First Day, First Lesson – Grenada
It’s my first day in Grenada. The day dawns hot and sticky, so I walk very slowly to breakfast. Luckily, there is a table free on the shaded terrace so I go about the business of having my eggs (staple I can’t live without) and decide on a Caribbean favourite to accompany it. Today it will be banana fritters. The fruit and fruit juice served with every breakfast at the Kalinago Resort are sweet and almost over ripe but refreshing. I eat three fritters and take three with me for my lunch.
A local variety of crow keeps hopping onto my table and underneath it, looking for something to eat. But what really surprises me, as soon as I move away, is that he has a packet of sugar in his beak. Sugar is what he was after!
Golden Sand Beach with Turquoise Water
A walk along the beach outside my hotel is just magical. Morne Rouge Beach is quiet, the pure turquoise water, calm. Pale golden sand crunches under my feet and a cooling breeze has just started ruffling the water. I catch a glimpse here and there of skittering, scurrying sand coloured crabs.
Scurrying into his burrow
There is a perfect conch shell tumbling in the surf. In the old days, I would have picked it up and taken it home. But thought better of it today.
Being buffeted by the waves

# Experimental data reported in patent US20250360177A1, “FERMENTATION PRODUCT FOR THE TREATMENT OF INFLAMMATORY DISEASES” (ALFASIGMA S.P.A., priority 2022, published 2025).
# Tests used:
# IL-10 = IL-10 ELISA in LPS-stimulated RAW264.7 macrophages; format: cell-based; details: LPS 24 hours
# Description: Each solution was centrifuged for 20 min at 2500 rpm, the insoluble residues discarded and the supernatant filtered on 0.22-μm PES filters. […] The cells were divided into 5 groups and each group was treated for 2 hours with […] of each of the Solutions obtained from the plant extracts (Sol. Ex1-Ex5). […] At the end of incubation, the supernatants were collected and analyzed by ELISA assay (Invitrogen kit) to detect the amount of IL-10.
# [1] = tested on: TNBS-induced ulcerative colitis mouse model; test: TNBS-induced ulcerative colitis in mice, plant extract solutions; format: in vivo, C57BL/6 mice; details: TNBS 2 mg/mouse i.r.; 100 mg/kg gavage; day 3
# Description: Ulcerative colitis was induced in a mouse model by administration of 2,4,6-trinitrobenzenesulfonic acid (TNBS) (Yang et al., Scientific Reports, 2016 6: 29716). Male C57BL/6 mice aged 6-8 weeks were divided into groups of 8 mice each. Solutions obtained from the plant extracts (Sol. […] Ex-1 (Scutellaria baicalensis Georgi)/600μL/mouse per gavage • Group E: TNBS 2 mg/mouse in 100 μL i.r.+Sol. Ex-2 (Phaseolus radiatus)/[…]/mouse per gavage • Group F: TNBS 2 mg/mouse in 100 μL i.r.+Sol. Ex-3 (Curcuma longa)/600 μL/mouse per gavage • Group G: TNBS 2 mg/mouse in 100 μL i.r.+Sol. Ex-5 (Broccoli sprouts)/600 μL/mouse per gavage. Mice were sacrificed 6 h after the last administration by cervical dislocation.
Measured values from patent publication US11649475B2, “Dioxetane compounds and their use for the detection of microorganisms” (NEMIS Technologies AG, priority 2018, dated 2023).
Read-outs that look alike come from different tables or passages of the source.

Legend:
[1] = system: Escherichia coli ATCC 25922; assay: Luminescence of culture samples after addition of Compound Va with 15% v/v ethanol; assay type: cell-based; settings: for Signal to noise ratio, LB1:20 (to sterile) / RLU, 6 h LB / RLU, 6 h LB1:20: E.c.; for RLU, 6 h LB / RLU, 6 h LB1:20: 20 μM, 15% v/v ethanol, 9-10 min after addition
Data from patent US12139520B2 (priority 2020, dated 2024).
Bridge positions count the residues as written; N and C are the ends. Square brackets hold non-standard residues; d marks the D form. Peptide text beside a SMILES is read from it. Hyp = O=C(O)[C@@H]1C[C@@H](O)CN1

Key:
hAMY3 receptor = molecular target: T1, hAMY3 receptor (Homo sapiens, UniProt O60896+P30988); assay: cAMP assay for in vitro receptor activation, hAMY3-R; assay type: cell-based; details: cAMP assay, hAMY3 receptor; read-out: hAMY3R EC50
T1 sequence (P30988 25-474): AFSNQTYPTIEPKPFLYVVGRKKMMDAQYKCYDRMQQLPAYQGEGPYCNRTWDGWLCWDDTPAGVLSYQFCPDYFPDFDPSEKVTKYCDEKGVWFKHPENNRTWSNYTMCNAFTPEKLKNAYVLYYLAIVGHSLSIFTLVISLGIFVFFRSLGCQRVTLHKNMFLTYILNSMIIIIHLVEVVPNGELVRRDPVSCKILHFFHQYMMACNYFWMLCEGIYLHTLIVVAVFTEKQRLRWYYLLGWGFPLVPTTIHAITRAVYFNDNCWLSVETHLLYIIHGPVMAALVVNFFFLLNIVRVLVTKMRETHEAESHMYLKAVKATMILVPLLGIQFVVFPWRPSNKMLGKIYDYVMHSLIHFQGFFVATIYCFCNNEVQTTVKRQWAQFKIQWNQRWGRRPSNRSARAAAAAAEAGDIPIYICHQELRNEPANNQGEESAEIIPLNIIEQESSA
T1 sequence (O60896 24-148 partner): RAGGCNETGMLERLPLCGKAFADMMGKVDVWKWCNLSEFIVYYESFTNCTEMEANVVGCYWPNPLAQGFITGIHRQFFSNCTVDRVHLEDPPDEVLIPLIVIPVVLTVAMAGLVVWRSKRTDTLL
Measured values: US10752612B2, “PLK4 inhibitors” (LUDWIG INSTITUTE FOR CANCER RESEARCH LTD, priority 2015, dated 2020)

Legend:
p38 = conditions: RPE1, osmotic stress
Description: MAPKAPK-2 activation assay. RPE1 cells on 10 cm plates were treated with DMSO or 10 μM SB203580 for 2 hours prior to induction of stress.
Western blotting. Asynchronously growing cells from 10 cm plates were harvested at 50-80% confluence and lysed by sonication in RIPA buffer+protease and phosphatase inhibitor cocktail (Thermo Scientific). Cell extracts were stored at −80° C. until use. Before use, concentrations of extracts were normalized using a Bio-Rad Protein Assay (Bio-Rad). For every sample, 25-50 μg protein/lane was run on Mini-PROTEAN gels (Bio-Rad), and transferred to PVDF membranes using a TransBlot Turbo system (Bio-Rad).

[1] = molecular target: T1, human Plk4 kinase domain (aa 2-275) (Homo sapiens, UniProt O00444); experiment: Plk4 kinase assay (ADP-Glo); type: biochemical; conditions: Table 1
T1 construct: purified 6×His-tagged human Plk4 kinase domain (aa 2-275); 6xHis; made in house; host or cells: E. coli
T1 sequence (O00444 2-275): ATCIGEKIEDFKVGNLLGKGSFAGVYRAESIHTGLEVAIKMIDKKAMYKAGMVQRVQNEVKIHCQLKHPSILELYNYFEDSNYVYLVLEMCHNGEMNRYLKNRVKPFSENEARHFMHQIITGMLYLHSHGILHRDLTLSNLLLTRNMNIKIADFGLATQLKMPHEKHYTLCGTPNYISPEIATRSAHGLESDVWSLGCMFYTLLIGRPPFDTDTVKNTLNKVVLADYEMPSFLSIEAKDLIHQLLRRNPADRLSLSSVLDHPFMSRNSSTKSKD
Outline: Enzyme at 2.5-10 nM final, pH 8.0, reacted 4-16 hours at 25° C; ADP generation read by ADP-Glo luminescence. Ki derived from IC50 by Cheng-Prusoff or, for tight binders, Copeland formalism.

As I walk onto the hotel grounds, a green coloured lizard with an iridescent belly crosses my path. The bartender and I admire him.
Harry the bartender, explains that the round, brown object I have picked up is not a spice at all but a rotten apple from the Manchineel Tree. He instructs me to be careful as a ripe piece of this fruit is somewhat poisonous and the juice will irritate my skin. We move on to the beautiful almonds that are lying about. I try the fruit of the nut and then he cracks one open with a rock, so I can try the almond as well. Both are delicious.
In the afternoon, it is over to True Blue Resort for a cooking lesson with duo Esther and Omega. It is actually more of a comic routine as the two of them are very funny indeed. Apparently, they appear on Grenadian television. Along with about 15 other people in the audience, we learn to prepare Callaloo Chicken and Plaintains cooked in Ginger Orange Sauce. Both are Grenadian specialties. There are lots of jokes about ‘breasts’ when volunteers are brought up to stuff the chicken meat. All very funny. I particularly warm to Omega, a large and lovely lady, who has a very self-deprecating sense of humour, while Esther seems to be the one with the cooking know how.
I couldn’t have a better start to my seven night trip and am looking forward to sharing more about this wonderful island.